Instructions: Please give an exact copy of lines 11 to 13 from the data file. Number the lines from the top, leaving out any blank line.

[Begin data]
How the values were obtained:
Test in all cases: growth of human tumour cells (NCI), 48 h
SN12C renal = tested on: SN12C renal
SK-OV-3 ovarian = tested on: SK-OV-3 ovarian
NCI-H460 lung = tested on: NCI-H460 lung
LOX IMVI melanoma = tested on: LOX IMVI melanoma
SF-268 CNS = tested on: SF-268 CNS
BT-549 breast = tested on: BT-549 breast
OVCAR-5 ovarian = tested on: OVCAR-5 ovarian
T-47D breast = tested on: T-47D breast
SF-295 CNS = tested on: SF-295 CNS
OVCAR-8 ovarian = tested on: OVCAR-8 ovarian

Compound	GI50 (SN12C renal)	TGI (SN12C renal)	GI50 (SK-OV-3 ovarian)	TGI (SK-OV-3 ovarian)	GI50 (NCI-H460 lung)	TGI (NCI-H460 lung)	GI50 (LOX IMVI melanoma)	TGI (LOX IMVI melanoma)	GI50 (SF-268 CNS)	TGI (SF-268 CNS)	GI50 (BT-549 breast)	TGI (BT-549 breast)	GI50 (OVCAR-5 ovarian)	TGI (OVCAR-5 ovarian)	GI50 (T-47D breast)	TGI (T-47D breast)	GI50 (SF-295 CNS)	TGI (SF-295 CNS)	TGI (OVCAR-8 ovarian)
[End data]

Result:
SF-295 CNS = tested on: SF-295 CNS
OVCAR-8 ovarian = tested on: OVCAR-8 ovarian

Compound	GI50 (SN12C renal)	TGI (SN12C renal)	GI50 (SK-OV-3 ovarian)	TGI (SK-OV-3 ovarian)	GI50 (NCI-H460 lung)	TGI (NCI-H460 lung)	GI50 (LOX IMVI melanoma)	TGI (LOX IMVI melanoma)	GI50 (SF-268 CNS)	TGI (SF-268 CNS)	GI50 (BT-549 breast)	TGI (BT-549 breast)	GI50 (OVCAR-5 ovarian)	TGI (OVCAR-5 ovarian)	GI50 (T-47D breast)	TGI (T-47D breast)	GI50 (SF-295 CNS)	TGI (SF-295 CNS)	TGI (OVCAR-8 ovarian)